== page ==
Over the years, smartphone sizes have significantly evolved. Companies continue to invest their resources to meet every smartphone user’s demand for convenience, especially in terms of screen real estate.
Samsung’s Latest Take On Android
Samsung has consistently worked on addressing issues tied to the eventual increase in the sizes of smartphones and user interfaces. Its promised update for Galaxy S9 and S9+ as embodied in the latest and finalized version of Android 9 Pie with One UI has finally rolled out in the US. One UI was designed to address issues concerning a sizable user interface, such as difficulty navigating with one hand and visual discomfort.
The new One UI is a minimalistic design, making navigation on a widescreen easier. This version was designed to achieve a clutter and distraction-free interface, thereby increasing visual comfort. This update, though available in other countries for some time now, is here finally.
The update came in 1.7 gigabytes and included the January security patch for Android.
More Phones to Get “One UI” Updates
So far, Samsung has confirmed that more phones will have the One UI: Galaxy Note 9, Galaxy S9, Galaxy S9+, Galaxy Note 8, Galaxy S8, Galaxy S8+.
At the Samsung “Unpacked” event, held on February 20th in San Francisco, Samsung unveiled a host of new devices. The new line of S10 devices took center stage. Samsung launched the Galaxy S10, S10+, and S10 5G along with its folding phone, the Galaxy Fold. These phones will be available later in the year still, but they are all expected to sport the One UI.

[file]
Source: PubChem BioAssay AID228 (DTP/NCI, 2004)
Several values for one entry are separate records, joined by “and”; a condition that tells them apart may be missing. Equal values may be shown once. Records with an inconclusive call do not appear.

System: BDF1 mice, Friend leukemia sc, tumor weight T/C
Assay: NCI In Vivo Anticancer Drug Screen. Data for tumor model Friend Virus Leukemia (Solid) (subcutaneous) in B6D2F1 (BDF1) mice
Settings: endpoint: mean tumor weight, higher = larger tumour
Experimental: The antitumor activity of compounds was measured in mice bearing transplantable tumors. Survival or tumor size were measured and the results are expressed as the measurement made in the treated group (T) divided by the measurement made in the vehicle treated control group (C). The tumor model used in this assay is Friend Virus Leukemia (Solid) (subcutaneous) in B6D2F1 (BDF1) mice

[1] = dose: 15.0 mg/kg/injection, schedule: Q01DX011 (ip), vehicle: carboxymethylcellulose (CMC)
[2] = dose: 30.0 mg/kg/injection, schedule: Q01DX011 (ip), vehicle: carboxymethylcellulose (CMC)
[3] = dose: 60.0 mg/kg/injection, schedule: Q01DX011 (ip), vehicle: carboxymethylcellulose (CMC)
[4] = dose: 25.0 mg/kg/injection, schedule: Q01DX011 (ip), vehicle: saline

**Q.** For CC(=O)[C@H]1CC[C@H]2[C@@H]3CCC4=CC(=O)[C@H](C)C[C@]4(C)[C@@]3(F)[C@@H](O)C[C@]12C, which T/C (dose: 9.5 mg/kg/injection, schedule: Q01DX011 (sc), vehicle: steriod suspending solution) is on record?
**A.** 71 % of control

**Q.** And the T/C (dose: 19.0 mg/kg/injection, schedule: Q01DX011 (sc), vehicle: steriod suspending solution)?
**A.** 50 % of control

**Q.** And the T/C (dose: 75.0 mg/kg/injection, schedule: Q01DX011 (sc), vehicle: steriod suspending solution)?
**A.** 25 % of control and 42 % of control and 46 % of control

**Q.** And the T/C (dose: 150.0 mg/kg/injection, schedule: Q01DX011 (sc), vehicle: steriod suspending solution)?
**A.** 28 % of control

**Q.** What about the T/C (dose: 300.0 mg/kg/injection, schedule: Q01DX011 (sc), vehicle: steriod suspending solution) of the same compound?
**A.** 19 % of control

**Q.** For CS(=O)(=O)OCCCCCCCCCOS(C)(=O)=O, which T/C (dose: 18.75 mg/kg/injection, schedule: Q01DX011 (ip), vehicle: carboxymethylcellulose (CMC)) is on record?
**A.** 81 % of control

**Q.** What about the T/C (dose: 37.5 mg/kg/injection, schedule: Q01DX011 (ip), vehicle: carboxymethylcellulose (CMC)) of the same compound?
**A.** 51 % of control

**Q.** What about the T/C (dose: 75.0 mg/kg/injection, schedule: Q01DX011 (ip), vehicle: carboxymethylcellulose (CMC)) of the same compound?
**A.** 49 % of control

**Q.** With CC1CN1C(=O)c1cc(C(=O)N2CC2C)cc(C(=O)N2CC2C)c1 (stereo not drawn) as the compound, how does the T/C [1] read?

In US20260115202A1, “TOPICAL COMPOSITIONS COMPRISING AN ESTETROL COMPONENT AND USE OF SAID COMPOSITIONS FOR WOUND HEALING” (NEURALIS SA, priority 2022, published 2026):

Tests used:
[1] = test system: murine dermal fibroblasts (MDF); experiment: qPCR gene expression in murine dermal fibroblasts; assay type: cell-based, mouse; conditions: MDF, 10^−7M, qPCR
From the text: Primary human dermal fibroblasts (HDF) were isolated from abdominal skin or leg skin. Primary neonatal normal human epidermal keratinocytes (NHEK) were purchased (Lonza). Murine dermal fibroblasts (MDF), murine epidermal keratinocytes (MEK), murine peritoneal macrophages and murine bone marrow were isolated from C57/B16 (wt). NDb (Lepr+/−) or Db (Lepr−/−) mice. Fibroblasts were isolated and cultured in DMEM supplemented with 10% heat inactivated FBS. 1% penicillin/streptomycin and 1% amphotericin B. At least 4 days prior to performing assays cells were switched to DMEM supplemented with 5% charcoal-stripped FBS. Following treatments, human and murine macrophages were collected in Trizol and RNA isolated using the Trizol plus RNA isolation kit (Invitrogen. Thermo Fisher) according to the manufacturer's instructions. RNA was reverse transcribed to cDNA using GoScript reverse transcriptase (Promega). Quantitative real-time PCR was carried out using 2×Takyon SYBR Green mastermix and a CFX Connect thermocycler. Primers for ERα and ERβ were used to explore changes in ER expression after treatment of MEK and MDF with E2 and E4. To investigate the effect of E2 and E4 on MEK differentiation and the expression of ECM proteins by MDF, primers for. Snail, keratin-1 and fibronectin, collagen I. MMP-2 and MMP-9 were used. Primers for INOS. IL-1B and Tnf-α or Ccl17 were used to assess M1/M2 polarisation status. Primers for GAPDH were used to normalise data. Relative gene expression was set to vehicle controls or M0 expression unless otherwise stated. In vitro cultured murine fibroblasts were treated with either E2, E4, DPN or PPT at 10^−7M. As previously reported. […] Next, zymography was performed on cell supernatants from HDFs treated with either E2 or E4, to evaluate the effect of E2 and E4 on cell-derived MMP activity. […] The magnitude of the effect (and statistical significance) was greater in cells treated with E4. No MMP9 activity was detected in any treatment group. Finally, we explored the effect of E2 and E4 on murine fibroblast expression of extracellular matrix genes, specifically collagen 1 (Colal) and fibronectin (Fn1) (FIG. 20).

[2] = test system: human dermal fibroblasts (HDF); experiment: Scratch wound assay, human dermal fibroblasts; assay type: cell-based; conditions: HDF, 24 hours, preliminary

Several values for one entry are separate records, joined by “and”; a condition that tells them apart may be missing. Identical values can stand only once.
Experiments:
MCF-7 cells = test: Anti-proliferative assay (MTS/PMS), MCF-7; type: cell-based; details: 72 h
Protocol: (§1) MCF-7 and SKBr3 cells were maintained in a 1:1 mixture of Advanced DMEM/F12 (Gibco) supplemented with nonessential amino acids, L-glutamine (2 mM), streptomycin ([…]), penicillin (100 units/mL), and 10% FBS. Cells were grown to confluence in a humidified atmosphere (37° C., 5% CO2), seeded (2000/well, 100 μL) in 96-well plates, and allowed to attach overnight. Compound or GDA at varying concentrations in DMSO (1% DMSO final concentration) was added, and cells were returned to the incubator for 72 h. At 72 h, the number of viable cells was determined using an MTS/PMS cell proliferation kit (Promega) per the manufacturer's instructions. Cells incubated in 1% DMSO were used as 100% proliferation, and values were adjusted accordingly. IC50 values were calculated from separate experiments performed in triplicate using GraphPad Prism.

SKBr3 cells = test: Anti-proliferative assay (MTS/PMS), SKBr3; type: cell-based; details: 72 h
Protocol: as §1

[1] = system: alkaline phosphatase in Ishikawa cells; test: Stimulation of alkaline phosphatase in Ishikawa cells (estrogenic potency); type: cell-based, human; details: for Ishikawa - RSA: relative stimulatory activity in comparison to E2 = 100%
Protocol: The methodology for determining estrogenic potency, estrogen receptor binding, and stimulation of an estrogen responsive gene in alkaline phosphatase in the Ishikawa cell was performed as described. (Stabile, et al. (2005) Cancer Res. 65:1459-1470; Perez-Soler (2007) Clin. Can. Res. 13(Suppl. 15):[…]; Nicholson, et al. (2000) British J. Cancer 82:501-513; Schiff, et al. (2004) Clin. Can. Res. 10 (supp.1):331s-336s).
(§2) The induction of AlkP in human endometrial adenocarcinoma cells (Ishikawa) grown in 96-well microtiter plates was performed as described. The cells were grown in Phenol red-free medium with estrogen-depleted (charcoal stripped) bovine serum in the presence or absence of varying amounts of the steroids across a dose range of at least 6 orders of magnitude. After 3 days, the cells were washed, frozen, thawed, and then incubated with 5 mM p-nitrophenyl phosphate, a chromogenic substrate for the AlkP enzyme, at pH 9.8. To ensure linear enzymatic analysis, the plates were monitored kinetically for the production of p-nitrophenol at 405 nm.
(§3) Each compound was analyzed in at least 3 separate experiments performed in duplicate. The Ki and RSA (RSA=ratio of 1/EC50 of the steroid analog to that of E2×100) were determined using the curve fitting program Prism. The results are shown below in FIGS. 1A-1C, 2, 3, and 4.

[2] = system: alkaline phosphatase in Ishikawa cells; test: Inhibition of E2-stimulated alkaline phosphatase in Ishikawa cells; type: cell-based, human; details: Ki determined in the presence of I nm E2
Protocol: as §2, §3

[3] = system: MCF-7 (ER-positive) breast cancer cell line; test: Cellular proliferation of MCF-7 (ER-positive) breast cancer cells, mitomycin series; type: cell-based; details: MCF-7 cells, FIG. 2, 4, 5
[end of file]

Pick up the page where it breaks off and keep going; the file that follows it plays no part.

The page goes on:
Goals with Android 9 Pie and One UI
One UI is primarily designed to help users “focus on the task at hand.” This entails removing a lot of clutter or distraction on its user interface. The settings page was simplified even more while other features are now regrouped and arranged in a way that they can be easily accessed. Other Samsung applications were also given a new look to only show essential information.
Another goal of Samsung’s One UI is to make the users’ interaction with their devices more natural. Buttons that are traditionally towards the top of the screen are now closer to the bottom where these can be easily accessed, and the top area has been reserved exclusively for viewing content and does not require any interaction.
During a presentation at Samsung’s developer conference in 2018, Samsung’s senior designer of UX, Jee Won Lee, said that, “With One UI, users only see what they need when they need it so they can stay focused on what matters.”
Finally, One UI aims to achieve visual comfort. Colors were tweaked to provide better clarity, and the elements of the UI can likewise be tweaked to match and adjust to the brightness of your phone screen.
One UI’s many features include new gesture navigation, improved notifications, and more, as is usual with Samsung’s software updates. One UI is a derivative of Android 9 Pie, and as such, has all of its features and enhancements.